Righteous anger can change things as it did that day in the Temple but it lead to increasing hostility towards Jesus by those in power, who demanded to know by whose authority, Jesus, thought he was able to behave as he did. They could see profits dropping and feared that others might behave in the same way, unless they did something about it. Let the people worship for free – what a mad idea!
Today, we don’t charge you to worship – we may teach you the facts of stewardship and tithing to encourage you to share of the blessings God has given you but we won’t ever charge or bill you. Giving to the church should be something one wants and chooses to do, as a prayerful response to God’s grace poured freely upon us – not as an attempt to buy that grace. You can’t buy it anyway because God just keeps pouring it out upon us but we are given it in order that we can share it with others.
There, is however, something deeper in this tale of Christ’s anger in the Temple. There is more to it than Jesus just turfing the money changers and their cronies out of the Temple. Jesus is cleansing the Temple to make it pure and in the process he is cleansing himself as well. Cleansing himself to meet his God, his Father in his coming passion and death. This cleansing echoes the deep cleansing we can make when we confess our sins and those things that keep us from God and when we seek purification from them in the blessings that God freely gives us. Jesus cast out the evil influences in the Temple both the physical building and the temple of his own body. We too need to cleanse our temples, our bodies – those holy places sanctified by Baptism and God’s ‘charis’ (grace) - and Lent is a good time to do it.
Few people seek the sacrament of confession or better called reconciliation, than they did in the past. For Anglicans it has always been optional because of the regular use of the general confession incorporated into our acts of worship be it the Eucharist or Evensong. In confession, be it general or personal, we have an opportunity to really cleanse ourselves of the things that clutter us up and burden our hearts and souls. We do it in the knowledge that when we receive the absolution our sins are truly ‘put away’, forgiven, gone. Through absolution we are ‘resurrected’ into new life, able to have another go, to try to do better, to try not to sin again. We are cleansed by absolution because the act of confession drives out sin.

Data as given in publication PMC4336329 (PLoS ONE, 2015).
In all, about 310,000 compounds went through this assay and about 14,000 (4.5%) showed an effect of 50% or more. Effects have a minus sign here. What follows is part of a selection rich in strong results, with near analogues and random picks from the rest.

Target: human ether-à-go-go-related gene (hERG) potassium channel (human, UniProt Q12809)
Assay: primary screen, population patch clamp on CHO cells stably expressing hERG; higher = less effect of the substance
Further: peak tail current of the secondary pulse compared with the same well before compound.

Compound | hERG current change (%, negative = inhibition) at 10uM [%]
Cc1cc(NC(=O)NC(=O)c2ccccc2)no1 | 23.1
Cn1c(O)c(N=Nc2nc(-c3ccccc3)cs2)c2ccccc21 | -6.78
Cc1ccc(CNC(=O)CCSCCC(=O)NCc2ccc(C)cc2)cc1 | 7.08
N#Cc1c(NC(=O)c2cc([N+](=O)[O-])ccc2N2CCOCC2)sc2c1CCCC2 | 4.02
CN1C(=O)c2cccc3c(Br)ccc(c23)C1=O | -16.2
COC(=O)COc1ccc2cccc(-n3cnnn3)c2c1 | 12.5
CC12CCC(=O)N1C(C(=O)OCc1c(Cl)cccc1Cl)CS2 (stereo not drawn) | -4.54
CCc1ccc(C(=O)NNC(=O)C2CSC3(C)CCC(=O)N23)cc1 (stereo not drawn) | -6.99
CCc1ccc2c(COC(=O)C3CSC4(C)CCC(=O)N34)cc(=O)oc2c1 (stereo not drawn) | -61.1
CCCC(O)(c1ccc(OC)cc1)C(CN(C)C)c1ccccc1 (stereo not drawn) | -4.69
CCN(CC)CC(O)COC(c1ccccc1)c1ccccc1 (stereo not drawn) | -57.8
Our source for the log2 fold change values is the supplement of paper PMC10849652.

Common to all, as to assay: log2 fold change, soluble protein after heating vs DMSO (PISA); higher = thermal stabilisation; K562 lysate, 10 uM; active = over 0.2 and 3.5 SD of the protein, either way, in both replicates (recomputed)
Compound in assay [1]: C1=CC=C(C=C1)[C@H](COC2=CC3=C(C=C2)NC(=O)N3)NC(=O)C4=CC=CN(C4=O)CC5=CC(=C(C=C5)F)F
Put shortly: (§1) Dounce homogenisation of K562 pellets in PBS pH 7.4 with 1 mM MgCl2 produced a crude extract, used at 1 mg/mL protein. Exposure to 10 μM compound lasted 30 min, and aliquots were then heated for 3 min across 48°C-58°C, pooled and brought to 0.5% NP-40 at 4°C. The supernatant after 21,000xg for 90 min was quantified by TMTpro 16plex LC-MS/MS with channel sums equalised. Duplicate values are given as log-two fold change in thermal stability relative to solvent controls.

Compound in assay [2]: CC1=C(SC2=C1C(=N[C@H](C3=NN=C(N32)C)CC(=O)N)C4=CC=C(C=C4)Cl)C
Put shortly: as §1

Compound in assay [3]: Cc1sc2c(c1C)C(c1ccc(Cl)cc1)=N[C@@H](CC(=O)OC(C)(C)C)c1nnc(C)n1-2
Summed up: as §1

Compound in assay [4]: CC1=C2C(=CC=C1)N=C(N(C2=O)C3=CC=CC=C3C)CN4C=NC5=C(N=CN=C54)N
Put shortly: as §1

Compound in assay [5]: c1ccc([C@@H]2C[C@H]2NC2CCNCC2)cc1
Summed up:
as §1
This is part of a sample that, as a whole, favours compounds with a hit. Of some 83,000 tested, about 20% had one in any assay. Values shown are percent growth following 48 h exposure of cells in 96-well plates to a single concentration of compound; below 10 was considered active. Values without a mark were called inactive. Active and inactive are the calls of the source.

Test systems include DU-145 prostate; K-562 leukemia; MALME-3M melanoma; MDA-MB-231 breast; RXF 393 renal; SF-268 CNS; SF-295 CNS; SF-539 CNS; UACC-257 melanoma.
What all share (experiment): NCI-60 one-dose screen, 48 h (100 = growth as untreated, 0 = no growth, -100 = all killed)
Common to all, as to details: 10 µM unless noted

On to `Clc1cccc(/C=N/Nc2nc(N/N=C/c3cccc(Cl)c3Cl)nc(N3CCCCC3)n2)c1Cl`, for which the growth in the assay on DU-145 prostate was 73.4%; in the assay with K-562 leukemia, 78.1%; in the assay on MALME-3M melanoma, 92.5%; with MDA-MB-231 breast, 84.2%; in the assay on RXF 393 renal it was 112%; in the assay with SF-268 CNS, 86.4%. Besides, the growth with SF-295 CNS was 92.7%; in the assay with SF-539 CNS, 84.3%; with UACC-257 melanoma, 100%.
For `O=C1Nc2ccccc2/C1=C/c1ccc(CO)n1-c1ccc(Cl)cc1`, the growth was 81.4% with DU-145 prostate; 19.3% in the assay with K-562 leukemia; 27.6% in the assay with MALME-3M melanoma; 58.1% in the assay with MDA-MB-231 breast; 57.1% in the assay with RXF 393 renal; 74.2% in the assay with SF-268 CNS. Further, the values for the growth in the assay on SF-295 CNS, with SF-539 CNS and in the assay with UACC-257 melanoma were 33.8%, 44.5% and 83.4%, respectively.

The image of Jesus driving out the bad influences in the Temple is a good icon to keep before yourself this Lent. Ponder on what he did and why he did it. Pray that you can identify those things you need to purge from your being and chuck them out, leaving more space to be filled with God’s grace. Grace that you can then share with others because once you remove blockages you can’t but overflow with it. As you give this grace away you are being truly ‘Eucharistic’ truly full of thanksgiving for all that you have and all that have to share.
Freely give as you have been freely given, you don’t need to pay for grace it comes with love and no charge.